How Does The 2017 Silverado's Hood Scoop Work?

February 2017 Feature Trevor Mason Web Exclusive

If you’ve seen any new 2017 Silverados or Sierras out and about in your hometown, you’ve no doubt noticed their signature hood scoop. If you get a little closer to it, you’ll see that there’s actually a pretty prominent opening. So how do they keep unwanted foreign objects such as water, snow, or birds from getting in there? 

Well, as it turns out, they actually had some engineers design the thing (weird, right?) and their solution is pretty elegant: a centrifugal separation chamber that pulls debris out of the air. Jalopnik has a video (which I can’t embed; go over there to watch the damn thing) that explains the process. The chamber seems to act a lot like a salad spinner. The chamber is shaped in such a way that the air continues to circulate while anything heavier falls to the bottom and exits through a valve and gets dumped underneath the truck where it belongs. The air continues through another filter, then funnels over to the other side of the engine where it gets piped into the engine itself to give it the cold air it needs to run smoothly. According to GM, the scoop provides about half of the air the truck needs, with the other half coming from a more standard fender-mounted inlet.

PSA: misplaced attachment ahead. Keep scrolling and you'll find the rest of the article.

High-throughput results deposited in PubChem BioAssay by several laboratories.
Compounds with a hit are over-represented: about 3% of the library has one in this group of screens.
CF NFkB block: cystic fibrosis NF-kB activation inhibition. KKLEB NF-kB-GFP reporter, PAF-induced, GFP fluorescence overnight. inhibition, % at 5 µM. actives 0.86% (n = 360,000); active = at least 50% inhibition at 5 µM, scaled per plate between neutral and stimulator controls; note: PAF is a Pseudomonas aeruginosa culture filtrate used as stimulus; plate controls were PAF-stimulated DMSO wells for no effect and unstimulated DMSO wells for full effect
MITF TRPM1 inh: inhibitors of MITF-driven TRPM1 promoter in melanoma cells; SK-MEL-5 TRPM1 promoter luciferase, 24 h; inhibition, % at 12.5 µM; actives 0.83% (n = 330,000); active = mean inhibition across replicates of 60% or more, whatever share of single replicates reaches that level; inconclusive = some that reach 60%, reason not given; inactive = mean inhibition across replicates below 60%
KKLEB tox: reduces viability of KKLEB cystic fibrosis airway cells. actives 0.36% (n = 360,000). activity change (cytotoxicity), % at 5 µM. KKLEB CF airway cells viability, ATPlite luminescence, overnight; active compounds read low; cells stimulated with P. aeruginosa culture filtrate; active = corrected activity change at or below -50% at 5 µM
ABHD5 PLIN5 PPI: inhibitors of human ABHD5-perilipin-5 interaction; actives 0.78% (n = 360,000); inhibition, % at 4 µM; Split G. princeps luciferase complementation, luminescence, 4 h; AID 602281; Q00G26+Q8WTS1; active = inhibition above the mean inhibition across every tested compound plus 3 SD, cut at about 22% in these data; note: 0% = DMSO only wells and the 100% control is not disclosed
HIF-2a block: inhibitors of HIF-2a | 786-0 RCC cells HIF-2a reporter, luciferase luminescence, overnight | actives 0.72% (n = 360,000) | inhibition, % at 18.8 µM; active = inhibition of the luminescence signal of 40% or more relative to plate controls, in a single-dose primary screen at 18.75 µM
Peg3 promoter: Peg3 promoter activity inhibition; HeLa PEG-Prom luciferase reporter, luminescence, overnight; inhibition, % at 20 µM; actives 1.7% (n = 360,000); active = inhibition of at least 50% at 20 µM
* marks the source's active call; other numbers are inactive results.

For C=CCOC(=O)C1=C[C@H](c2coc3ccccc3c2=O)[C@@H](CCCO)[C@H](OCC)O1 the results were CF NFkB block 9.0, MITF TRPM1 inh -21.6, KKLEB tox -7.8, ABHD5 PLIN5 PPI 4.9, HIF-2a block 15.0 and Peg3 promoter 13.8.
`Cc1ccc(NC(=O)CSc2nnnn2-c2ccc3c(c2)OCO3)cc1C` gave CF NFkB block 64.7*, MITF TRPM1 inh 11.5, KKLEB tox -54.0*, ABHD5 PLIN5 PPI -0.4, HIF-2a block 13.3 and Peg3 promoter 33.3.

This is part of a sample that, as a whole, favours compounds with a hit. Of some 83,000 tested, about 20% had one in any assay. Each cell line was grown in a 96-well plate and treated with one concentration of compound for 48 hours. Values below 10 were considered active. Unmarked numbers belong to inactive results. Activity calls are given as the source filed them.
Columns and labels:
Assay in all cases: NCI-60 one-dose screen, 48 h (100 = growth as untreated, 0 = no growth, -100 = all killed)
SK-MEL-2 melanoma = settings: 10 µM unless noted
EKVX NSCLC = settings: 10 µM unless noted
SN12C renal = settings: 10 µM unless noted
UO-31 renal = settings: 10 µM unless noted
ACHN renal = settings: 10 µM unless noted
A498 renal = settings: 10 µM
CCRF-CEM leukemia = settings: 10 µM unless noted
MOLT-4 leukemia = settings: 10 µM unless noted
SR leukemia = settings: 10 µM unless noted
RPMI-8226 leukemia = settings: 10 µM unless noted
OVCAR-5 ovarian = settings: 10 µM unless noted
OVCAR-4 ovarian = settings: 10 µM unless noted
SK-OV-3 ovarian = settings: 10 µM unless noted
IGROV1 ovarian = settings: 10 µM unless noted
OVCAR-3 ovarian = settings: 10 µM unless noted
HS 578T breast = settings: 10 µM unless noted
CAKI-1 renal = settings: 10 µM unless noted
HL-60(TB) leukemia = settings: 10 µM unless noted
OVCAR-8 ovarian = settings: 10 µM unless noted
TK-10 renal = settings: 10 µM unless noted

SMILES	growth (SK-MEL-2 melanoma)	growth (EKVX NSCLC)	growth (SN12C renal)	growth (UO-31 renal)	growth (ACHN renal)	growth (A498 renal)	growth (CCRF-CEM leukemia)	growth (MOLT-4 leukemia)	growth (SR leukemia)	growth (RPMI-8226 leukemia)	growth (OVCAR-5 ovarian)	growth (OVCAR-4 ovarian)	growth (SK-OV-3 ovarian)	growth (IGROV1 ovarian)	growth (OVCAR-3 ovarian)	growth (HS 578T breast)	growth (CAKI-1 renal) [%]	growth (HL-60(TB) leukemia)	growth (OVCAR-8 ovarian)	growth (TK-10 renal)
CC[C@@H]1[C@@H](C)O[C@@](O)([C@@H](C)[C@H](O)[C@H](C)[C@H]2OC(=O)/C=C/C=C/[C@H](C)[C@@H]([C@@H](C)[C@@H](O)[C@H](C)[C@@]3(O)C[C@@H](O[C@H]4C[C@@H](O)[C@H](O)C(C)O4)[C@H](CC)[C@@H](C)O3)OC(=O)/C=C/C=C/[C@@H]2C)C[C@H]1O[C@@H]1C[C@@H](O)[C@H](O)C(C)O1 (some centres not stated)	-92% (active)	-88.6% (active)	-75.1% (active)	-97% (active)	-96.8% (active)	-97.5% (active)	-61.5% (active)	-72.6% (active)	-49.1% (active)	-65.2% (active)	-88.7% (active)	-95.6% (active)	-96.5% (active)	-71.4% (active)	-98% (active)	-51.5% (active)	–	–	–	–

(h/t to Jalopnik)

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